Feeling safe and alive in our own bodies, as well as knowing what sort of sexual experiences we want to have, Sonora suggests, is what creates the possibility for connected and pleasurable foreplay and sex with our partners. Good foreplay isn’t just about the right moves or the technique; it’s also about self-knowledge and openness to your partner. “The more embodied we are in sex, the more connected we can be to another person,” she says. “Knowing oneself and being able to stay with oneself, one’s own sensations, joys and pleasures, lead to being able to connect with someone else.”
For me, a really important part of even thinking about having sex or playtime or sensual activity is connecting to myself and figuring out how relaxed I am, how aroused I am.Sonora Grace
This self-knowledge, Sonora points out, needs to include getting in touch with both what you want and also what you don’t want: “For me, a really important part of even thinking about having sex or playtime or sensual activity is connecting to myself and figuring out how relaxed I am, how aroused I am.” For foreplay to even begin, Sonora advises that both people need to be tuned in to their own desires and the possibility of sex with one another.
Sonora also emphasizes the importance of good communication in foreplay: “I think that we can’t ever overstress communicating, asking, talking. There are so many ways to speak [about] your needs and desires and escalate the way you do your dirty talk.”
Sex writer R.T. Collins (aka Disco) says this sort of mutual openness is essential for any flirty gesture to be considered foreplay. Foreplay is “the moment where sex actually gets onto the brain for both people. The moment it becomes remotely sex-related, it becomes foreplay,” they say. Collins is quick to point out that foreplay requires everyone to be in this space: “Not only one person—that’s a horny person annoying someone.”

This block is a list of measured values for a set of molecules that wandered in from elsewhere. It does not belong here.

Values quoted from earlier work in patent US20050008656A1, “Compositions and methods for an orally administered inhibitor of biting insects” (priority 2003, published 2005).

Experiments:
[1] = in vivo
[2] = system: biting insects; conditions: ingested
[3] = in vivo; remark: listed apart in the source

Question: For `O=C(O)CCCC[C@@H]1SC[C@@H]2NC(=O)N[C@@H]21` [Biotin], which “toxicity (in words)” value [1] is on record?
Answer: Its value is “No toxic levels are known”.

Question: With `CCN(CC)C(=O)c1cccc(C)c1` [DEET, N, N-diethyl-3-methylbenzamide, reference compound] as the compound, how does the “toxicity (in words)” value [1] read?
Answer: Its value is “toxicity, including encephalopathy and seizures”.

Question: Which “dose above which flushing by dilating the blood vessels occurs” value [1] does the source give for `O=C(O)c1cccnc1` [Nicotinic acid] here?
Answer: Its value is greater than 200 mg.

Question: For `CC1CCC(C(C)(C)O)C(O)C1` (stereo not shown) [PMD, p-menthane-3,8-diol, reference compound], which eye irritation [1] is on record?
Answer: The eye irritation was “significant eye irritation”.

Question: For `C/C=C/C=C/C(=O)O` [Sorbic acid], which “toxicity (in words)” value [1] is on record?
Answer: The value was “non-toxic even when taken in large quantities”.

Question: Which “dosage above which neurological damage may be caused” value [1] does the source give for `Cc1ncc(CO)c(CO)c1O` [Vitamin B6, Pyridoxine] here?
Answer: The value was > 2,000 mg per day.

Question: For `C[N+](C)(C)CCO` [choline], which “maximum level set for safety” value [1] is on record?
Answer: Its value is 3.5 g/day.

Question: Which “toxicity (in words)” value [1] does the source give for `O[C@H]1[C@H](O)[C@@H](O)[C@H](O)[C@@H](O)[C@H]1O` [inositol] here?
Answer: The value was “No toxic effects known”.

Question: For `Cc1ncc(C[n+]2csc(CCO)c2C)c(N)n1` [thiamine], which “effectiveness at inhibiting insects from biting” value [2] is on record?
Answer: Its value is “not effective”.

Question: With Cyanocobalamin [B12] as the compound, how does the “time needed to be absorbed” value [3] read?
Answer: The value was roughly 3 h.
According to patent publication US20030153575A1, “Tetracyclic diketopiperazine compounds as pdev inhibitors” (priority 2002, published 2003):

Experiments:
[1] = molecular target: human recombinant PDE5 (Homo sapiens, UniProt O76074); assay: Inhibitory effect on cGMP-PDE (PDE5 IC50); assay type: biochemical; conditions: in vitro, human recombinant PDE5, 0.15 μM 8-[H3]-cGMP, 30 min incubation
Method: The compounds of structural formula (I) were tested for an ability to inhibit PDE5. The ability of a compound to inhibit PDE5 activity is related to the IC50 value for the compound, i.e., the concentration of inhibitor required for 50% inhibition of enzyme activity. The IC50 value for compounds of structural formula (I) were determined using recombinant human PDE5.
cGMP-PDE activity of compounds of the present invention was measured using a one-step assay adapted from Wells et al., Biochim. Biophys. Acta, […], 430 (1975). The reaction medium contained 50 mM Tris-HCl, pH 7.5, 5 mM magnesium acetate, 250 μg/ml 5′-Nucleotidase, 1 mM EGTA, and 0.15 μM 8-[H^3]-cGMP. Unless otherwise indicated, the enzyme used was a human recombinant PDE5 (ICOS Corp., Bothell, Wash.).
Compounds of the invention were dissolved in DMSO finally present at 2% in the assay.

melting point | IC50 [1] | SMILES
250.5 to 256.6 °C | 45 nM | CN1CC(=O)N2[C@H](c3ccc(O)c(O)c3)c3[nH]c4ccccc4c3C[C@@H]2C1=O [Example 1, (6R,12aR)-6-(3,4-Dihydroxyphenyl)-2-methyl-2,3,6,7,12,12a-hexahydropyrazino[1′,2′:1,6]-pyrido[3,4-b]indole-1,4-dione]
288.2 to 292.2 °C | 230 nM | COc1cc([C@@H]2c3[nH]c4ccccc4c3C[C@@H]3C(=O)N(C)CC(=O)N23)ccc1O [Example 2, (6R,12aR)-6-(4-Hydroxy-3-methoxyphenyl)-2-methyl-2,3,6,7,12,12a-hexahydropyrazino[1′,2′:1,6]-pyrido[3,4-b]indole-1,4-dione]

This rings true, given my example above. If my partner was insistent about choosing a car immediately, and I climbed on his lap with no panties on, he quite possibly would have expressed annoyance. The same actions can be either foreplay or unwanted advances, then, depending on context. Similarly, if he demanded I scroll through cars while I was actually stressed about this article, his dominant tone would have turned me off, not made me wet.
Yet, when I climbed on his lap, I knew he wasn’t going to be annoyed. Something had already changed in the way that we were interacting that made it feel like sex was on the table. This can be directly communicated or, according to Disco, “It can come with reading chemistry.”
You could be just having a nice kiss, then you linger the kiss, or kiss with more pressure. Foreplay is the moment where kissing gets more intense.Disco
For Disco, one of the tangible changes that marks the distinction between everyday interaction and foreplay is intensity. Disco uses kissing as an example; we can kiss our partner merely to show affection, or we can kiss our partner as a form of foreplay. “You could be just having a nice kiss, then you linger the kiss, or kiss with more pressure,” Disco posits. “Foreplay is the moment where kissing gets more intense.”
Reflecting on the complexity of foreplay, Disco concludes, “The world is all the more diverse and brilliant than you realize, and so is sex.”
In the end, foreplay is what you make of it. It is two or more people expressing openness to each other in a way that allows for mutual pleasure. Today, for my partner and I, it came out of a car-buying research session. I don’t imagine foreplay will ever take that shape again, but that is the beauty of it.
Jessie Sage is a sex worker and writer based in Pittsburgh, PA. She’s also the co-founder of Peepshow Magazine and the co-host of the Peepshow Podcast. Her words can be found in the Washington Post, VICE’s Motherboard, Hustler Magazine, Men’s Health, BuzzFeed, and more. She’s currently writing a book on sex work, motherhood, and illness called An Unexpected Place (forthcoming on West Virginia University Press).